Document Type


Publication Date

January 2010


The Inaugural MBI Symposium’s twenty-six participants highlight many important developments and challenges caused by MJP and new technologies. Their assessments and suggestions provide a helpful roadmap for lawyers and regulators to negotiate the increasingly complex, fast-paced, and ethically risky landscape for delivering legal services. Several panelists suggested regulatory reforms that range from the creation of a regulatory framework for lawyers engaged in crossborder practice to the creation of standards for the supervision of offshore outsourced legal services268 and the mining of metadata. Some of the panelists’ suggestions and reforms are especially important given the “high [financial] stakes” involved in the international legal services market, where an almost irresistible siren promises to lure more lawyers, who will run the risk of crashing on the shoals of an increasingly fragmented regulatory framework.

The increase in MJP, especially in a more globalized setting, and the risks attending new technologies highlight the need for a more unified and collaborative approach to professional regulation. The ABA’s creation of the 20/20 Commission represents a timely and significant response by the organized bar to these developments. The profession needs to better educate lawyers about developments involving the globalization of the legal services market and their ethical significance. Education is the key to alerting lawyers to outside regulation by government agencies and others that may threaten traditional values and practices in the delivery of legal services. Simply put, it is in the profession’s self-interest to remain informed of outside regulation that may limit counsel’s effectiveness in representing clients.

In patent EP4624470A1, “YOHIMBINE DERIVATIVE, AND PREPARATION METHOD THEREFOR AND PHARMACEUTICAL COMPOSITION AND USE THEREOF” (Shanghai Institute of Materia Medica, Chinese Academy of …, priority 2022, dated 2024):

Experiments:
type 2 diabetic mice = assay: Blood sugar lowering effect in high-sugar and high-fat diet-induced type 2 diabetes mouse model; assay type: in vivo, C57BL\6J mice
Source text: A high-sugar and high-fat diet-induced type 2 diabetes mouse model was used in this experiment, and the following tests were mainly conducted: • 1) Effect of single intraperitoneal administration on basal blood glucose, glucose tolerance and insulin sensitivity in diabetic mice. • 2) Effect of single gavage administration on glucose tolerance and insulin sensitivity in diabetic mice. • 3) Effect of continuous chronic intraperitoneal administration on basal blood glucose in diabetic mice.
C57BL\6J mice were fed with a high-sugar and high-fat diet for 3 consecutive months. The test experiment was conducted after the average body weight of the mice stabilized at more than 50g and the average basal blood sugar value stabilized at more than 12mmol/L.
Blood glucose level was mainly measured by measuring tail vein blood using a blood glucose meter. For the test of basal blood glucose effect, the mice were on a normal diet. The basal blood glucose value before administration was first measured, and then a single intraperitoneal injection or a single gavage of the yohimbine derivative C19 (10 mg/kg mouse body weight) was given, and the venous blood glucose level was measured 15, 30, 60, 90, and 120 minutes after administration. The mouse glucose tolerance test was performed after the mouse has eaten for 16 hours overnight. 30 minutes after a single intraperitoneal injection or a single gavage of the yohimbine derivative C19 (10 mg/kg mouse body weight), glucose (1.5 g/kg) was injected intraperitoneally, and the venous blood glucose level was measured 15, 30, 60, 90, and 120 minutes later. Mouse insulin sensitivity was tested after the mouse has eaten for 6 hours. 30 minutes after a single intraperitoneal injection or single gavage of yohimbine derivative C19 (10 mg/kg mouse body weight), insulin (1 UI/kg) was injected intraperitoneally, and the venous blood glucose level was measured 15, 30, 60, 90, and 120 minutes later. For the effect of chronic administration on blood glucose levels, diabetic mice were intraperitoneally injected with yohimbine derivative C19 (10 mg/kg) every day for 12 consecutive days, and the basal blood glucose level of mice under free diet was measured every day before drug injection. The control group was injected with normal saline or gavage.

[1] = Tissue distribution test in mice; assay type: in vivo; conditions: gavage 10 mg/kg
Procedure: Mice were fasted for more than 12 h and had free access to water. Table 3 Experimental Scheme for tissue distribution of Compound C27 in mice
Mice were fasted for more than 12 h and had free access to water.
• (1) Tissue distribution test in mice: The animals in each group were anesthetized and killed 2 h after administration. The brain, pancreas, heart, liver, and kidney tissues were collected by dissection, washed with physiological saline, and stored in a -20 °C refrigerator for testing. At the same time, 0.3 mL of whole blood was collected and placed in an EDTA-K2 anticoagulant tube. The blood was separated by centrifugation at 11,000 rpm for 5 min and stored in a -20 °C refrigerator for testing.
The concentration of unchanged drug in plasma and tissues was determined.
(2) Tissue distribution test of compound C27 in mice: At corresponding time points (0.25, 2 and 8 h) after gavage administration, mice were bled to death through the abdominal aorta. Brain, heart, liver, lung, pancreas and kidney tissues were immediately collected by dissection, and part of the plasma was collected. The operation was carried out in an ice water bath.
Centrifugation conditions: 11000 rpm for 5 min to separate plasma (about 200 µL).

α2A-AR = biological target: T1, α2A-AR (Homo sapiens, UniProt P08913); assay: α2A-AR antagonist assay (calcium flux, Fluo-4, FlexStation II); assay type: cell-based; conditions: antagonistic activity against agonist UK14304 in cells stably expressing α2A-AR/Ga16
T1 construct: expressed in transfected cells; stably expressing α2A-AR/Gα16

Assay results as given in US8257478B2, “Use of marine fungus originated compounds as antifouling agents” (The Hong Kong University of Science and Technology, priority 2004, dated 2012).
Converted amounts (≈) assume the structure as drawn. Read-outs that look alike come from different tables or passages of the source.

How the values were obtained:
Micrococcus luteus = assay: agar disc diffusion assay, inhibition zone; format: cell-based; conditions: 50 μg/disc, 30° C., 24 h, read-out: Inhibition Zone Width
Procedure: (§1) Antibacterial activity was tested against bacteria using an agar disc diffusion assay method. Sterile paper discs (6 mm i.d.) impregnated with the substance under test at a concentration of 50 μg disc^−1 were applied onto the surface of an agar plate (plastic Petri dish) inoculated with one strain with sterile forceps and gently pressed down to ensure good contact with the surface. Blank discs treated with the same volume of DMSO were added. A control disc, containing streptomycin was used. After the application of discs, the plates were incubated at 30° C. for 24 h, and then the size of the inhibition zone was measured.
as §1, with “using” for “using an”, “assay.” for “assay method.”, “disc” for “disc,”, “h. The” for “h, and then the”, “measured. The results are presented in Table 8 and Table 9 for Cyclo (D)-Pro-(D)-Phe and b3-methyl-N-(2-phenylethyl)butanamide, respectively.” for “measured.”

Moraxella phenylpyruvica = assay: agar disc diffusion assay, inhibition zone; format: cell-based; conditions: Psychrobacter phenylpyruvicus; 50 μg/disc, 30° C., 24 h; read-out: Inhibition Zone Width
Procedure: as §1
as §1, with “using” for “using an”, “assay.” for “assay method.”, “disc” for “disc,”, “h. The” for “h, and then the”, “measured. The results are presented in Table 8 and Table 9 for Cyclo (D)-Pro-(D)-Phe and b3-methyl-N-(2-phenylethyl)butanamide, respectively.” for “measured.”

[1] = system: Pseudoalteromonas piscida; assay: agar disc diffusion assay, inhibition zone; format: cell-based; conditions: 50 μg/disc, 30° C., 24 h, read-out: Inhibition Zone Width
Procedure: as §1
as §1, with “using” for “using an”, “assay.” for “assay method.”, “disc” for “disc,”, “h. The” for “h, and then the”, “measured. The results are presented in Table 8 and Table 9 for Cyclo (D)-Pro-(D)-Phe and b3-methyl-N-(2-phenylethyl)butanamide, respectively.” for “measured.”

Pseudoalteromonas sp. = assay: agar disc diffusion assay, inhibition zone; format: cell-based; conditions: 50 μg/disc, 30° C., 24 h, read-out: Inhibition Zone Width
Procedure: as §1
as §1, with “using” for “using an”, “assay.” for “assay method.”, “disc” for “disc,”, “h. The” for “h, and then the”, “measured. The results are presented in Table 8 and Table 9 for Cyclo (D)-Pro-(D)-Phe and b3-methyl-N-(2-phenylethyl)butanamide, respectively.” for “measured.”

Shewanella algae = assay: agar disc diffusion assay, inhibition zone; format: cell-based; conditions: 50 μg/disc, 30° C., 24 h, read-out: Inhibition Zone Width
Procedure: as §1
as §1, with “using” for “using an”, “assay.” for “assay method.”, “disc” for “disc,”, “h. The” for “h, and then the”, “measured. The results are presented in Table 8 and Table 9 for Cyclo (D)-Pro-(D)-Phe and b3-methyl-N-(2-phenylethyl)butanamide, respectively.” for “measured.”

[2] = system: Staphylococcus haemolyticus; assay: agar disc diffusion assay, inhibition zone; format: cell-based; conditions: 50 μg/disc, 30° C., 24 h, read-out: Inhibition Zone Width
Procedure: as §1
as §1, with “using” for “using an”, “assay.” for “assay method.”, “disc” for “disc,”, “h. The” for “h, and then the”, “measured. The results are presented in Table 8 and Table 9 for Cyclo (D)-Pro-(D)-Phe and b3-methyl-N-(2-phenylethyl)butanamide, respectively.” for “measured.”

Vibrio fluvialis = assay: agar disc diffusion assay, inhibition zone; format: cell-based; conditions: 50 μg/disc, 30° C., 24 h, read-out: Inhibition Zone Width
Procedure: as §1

If the profession fails to rise to the challenges the panelists have highlighted, its inaction may produce unintended consequences, including encouraging others outside the profession to take action that may affect lawyers negatively. For example, the government may enter into an international trade agreement that limits the scope of the attorney-client privilege as it is understood in the United States. Currently, there is legislation in the United States Senate preventing corporations and limited liability companies from engaging in money laundering and the financing of terrorism and includes lawyers within its scope. The Incorporation Transparency and Law Enforcement Assistance Act would, among other things, enable the Treasury Department “to impose suspicious-activity report requirements upon lawyers.”

MJP and new technologies are changing traditional notions of how lawyers work and how they are viewed. It is much more common today for lawyers to represent clients whom they have never personally met or to routinely outsource work offshore to lawyers. Lawyers need to be ever mindful of the ethical considerations involved in cross-border practice and the use of new technologies.

Devising and implementing new regulatory reforms promises to be difficult and costly. The process will require an ongoing educational effort concerning the increase in MJP and new technologies and their effect on practice. Law schools and the ABA Center for Professional Responsibility should collaborate in taking the lead in these educational endeavors.

Publication Title

Akron Law Review

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